Even With $1.5 Billion in Cash, This Pot Stock Isn’t a Buy

Cash isn’t everything when investing in cannabis stocks.

Sean Williams

Over the past 13 months, the marijuana industry has done a 180 — and not the good kind. Following a first quarter in 2019 that saw more than a dozen pot stocks gain at least 70%, the past 13 months have featured across-the-board declines for North American cannabis stocks of 50% to 95%.

To our north, Canadian licensed producers have been held back by a plethora of regulatory issues. Health Canada was slow to approve cultivation and sales licenses and delayed the launch of high-margin derivatives until mid-December. Additionally, Ontario’s previous lottery-based retail licensing system didn’t work, with just two dozen dispensaries opening in the first year of adult-use weed being legal.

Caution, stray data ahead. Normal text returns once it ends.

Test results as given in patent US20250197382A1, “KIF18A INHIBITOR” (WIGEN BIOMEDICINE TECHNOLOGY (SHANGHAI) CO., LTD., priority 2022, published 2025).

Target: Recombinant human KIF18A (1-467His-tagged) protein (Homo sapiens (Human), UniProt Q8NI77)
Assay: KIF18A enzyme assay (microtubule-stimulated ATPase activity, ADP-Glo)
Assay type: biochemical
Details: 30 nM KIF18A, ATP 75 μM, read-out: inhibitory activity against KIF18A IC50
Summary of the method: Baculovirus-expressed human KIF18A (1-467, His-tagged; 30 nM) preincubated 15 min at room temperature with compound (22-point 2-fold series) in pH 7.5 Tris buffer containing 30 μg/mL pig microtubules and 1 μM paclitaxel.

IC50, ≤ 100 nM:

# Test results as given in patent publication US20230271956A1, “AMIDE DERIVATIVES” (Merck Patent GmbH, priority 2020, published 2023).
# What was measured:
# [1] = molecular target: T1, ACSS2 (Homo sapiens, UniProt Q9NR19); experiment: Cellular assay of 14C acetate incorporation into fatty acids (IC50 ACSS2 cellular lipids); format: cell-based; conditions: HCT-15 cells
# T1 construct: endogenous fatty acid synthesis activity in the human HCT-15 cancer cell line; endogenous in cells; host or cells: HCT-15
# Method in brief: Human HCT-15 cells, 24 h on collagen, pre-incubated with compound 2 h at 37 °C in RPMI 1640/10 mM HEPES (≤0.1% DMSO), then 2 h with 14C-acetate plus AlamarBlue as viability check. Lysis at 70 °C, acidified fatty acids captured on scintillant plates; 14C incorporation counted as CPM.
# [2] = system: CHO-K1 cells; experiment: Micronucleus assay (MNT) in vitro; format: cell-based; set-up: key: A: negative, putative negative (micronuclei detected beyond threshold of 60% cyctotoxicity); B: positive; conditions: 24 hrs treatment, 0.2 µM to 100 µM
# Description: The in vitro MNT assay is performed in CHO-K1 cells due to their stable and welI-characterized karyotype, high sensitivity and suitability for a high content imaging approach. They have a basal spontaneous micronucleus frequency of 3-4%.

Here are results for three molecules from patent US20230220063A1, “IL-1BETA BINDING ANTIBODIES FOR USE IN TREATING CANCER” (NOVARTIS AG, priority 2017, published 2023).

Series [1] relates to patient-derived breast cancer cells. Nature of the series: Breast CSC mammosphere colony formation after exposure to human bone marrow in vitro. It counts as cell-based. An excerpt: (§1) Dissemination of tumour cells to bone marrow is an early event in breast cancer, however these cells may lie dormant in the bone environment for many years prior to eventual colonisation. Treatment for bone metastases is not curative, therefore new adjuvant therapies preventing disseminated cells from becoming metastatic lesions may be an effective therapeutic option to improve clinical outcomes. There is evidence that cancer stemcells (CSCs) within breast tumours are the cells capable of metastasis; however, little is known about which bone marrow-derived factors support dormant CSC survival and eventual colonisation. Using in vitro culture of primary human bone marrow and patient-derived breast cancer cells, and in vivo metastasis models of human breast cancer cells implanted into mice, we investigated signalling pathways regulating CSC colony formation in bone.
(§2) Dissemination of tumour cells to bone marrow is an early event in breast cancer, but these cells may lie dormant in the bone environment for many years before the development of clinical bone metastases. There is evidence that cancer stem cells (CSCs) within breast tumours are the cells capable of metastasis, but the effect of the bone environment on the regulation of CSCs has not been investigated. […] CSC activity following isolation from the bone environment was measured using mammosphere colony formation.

Meanwhile, in the U.S., high tax rates on legal cannabis have made it virtually impossible for retailers to compete with the black market.

The cherry on top is that most North American pot stocks have also had difficulty accessing nondilutive forms of financing, leaving some pot stocks scrambling for cash. But as marijuana investors have learned, cash isn’t everything when it comes to investing in cannabis stocks.

A handful of dried cannabis buds lying atop a messy pile of cash.

Image source: Getty Images.

Cash isn’t always king in the cannabis space

Take Cronos Group (NASDAQ:CRON) as a perfect example. This is a company that ended its fiscal year with $1.51 billion in cash and just a few million dollars in debt. Essentially, Cronos Group has $1.5 billion in net cash and a market cap of $1.95 billion.